U.S. housing starts fell nearly 10 percent from November to December of 2013 but did increase slightly on a year-over-year basis, according to recently released U.S. Census Bureau data.
The National Association of Federal Credit Unions recently issued its public support for legislation designed to delay flood insurance premium costs triggered by the Biggert-Waters Flood Insurance Reform Act of 2012.
In its recently released January MarketPulse report, real estate industry analysis firm CoreLogic evaluated which factors most prominently shaped the mortgage financing landscape in 2013, and what consumers can expect in terms of credit availability in 2014.
The Federal Reserve recently released the latest incarnation of its Beige Book, offering evaluations of the current economic conditions and how they will affect individual sector growth as the new year finds its rhythm.
Despite suspicions that increased regulation from the U.S. Consumer Financial Protection Bureau would lead to curbed lending practices, at least one industry service has released rather lofty expectations for the 2014 business year based on mostly positive fourth-quarter 2013 returns.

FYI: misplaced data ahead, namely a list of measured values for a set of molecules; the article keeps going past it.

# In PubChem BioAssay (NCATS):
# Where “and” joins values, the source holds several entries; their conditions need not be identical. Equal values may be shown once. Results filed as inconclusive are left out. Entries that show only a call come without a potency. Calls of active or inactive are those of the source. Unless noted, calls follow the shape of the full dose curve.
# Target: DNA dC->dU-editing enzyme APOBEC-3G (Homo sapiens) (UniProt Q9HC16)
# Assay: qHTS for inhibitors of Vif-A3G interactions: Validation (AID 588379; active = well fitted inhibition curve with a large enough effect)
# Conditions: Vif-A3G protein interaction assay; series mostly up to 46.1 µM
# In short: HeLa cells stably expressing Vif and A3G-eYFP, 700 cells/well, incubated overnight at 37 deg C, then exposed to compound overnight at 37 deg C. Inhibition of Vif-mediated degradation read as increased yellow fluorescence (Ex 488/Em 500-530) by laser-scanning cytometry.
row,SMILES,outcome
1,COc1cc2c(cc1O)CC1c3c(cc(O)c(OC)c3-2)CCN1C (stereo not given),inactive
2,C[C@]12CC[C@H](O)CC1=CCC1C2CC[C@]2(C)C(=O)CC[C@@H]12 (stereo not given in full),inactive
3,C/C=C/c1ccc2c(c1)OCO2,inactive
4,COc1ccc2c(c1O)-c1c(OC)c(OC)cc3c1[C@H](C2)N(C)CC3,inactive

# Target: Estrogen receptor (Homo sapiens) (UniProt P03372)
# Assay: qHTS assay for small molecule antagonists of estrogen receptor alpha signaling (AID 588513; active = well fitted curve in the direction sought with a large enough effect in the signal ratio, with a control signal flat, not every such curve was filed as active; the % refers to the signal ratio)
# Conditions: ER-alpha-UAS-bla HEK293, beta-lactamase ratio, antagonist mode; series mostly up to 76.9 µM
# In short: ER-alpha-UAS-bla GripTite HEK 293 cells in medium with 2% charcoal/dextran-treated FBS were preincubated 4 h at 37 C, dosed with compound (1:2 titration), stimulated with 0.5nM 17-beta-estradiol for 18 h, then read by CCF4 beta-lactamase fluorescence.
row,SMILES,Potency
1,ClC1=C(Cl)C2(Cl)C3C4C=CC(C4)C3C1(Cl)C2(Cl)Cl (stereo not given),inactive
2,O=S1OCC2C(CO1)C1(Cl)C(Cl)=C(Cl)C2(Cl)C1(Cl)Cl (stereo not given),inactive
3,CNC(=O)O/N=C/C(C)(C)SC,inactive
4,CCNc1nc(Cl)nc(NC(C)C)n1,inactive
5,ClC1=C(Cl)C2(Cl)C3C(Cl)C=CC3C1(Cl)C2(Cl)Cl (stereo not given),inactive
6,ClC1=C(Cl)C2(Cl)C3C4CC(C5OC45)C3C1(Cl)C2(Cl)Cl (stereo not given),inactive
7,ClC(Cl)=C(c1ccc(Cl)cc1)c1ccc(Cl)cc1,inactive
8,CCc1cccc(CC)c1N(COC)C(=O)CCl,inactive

A second consecutive uninspiring jobs report has many wondering whether the long-term health of the economy, and by proxy the housing market, is in question.
Good news for prospective homebuyers came in the form of findings from the most recent Zillow Home Price Expectations Survey, which offered promise that residential property value appreciation rates will moderate over the next five years.
Household borrowing rates increased significantly during the fourth quarter of 2013, a sign that American consumers may finally be back on their feet and that the lending environment is returning to something resembling normalcy.
The inventory issue that has threatened the housing market's long-term sustainability may finally be righting itself.
The number of U.S. homeowners eligible for refinancing plans is apparently shrinking, according to a recent report focusing on borrowers who own residential property.